Flights to and from Bali have been halted following an eruption on Mount Agung, a 3000 m stratovolcano (cone shaped volcano made up of layers of ash and lava) on the eastern part of the island, on the evening of Friday 24 May 2019. The event lasted about four-and-a-half minutes, and threw incandescent rocks up to 3 km from the volcano, as well as causing ash falls in nearby communities. Volcanic ash is extremely hazardous to aircraft in a number of ways. At its most obvious it is opaque, both visually and to radar. Then it is abrasive, ash particles physically scour aircraft, damaging components and frosting windows. However the ash is most dangerous when it is sucked into jet engines, here the high temperatures can melt the tiny silica particles, forming volcanic glass which then clogs engine. When this happens the only hope the aircraft has is to dive sharply, in the hope that cold air passing through the engine during the descent will cause the glass to shatter, allowing the engine to be restarted. Obviously this is a procedure that pilots try to avoid having to perform. Despite this there has been no change to the volcano's alert status, with the 4 km exclusion zone currently in place around the volcano thought to be sufficient.
Eruption on Mount Agung, Bali, on 24 May 2019. ABC News.
Mount Agung became active in September 2017, for the first time in over fifty years. This activity has caused considerable concern on the island, as when it last erupted in 1963-4, when it produced ash columns reaching 10 km above its 3 km high summit and lava flows that reached 7 km from the volcano, as well as triggering a series of lahars and pyroclastic flows that killed over 200 people, making people on the island very cautious about any future eruptions.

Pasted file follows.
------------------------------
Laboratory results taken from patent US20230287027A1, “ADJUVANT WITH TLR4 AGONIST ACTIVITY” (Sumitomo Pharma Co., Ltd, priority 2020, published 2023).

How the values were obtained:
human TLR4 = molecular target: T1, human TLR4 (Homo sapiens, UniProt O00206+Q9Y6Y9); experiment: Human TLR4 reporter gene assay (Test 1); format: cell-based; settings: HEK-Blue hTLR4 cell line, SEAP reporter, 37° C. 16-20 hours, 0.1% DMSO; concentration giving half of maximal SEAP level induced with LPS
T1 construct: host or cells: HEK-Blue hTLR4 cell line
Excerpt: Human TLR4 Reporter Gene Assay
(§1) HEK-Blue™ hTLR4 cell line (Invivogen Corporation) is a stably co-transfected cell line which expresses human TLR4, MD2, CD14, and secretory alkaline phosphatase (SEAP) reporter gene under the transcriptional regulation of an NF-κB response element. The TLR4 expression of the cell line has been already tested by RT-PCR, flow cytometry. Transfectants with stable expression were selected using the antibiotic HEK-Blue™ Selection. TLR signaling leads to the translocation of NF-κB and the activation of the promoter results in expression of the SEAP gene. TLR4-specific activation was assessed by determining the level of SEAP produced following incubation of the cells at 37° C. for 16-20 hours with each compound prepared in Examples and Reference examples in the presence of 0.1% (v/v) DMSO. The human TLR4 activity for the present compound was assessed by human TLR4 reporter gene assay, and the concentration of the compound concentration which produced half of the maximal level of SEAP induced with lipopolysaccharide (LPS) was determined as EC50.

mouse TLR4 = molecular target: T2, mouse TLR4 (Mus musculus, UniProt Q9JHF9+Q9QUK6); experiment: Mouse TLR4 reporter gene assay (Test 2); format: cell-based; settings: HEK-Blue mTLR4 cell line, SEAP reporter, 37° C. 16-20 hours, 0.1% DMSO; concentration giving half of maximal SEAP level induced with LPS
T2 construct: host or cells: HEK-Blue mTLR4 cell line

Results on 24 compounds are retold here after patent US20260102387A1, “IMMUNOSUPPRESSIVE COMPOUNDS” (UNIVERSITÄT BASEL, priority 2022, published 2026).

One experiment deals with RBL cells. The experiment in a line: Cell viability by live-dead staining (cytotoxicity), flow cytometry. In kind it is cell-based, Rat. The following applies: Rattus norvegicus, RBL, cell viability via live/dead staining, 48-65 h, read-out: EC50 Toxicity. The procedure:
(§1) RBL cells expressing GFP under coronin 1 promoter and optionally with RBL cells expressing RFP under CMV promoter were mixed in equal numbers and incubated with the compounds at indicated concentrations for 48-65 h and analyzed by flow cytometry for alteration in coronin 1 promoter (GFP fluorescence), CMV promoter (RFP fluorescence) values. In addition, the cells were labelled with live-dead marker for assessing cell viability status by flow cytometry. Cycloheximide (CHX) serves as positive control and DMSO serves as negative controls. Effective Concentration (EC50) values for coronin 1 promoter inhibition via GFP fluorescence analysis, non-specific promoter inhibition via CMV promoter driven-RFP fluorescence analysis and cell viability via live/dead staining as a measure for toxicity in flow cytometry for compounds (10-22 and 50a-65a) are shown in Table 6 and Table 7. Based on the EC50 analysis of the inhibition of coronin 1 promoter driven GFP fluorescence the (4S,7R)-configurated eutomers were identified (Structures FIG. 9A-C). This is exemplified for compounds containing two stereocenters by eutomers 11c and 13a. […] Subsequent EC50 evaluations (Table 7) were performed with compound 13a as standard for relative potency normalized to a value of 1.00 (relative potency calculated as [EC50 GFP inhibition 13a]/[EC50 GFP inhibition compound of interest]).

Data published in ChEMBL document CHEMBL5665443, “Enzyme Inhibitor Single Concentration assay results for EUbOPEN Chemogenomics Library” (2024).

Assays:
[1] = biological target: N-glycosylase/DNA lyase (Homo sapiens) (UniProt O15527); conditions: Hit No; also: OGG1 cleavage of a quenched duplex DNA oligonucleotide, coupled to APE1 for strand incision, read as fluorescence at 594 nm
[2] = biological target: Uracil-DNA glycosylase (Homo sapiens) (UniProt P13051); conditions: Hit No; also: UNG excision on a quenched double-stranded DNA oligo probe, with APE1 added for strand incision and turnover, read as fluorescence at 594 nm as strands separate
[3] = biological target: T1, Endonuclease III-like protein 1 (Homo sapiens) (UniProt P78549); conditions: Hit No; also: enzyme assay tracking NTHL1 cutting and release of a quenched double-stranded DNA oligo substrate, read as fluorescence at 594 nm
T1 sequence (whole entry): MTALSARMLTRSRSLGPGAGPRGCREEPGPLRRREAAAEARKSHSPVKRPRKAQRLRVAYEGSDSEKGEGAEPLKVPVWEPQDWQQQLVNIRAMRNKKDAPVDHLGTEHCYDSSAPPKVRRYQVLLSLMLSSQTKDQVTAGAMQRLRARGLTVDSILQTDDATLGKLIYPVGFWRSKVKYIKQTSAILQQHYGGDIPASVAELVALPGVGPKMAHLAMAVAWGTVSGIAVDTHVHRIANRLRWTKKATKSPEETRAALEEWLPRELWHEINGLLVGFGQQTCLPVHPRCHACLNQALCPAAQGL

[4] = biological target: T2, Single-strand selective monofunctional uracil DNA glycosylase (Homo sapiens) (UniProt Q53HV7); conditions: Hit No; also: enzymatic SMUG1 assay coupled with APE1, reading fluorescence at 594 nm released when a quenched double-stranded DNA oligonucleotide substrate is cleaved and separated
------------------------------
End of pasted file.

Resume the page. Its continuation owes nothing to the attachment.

The approximate location of Mount Agung. Google Maps.
The Indo-Australian Plate, which underlies the Indian Ocean to the south of Java, Bali and Lombok, is being subducted beneath the Sunda Plate, a breakaway part of the Eurasian Plate which underlies the islands and neighbouring Sumatra, along the Sunda Trench, passing under the islands, where friction between the two plates can cause Earthquakes. As the Indo-Australian Plate sinks further into the Earth it is partially melted and some of the melted material rises through the overlying Sunda Plate as magma, fuelling the volcanoes of Java and neighbouring islands.
Subduction along the Sunda Trench beneath Java, Bali and Lombok. Earth Observatory of Singapore.
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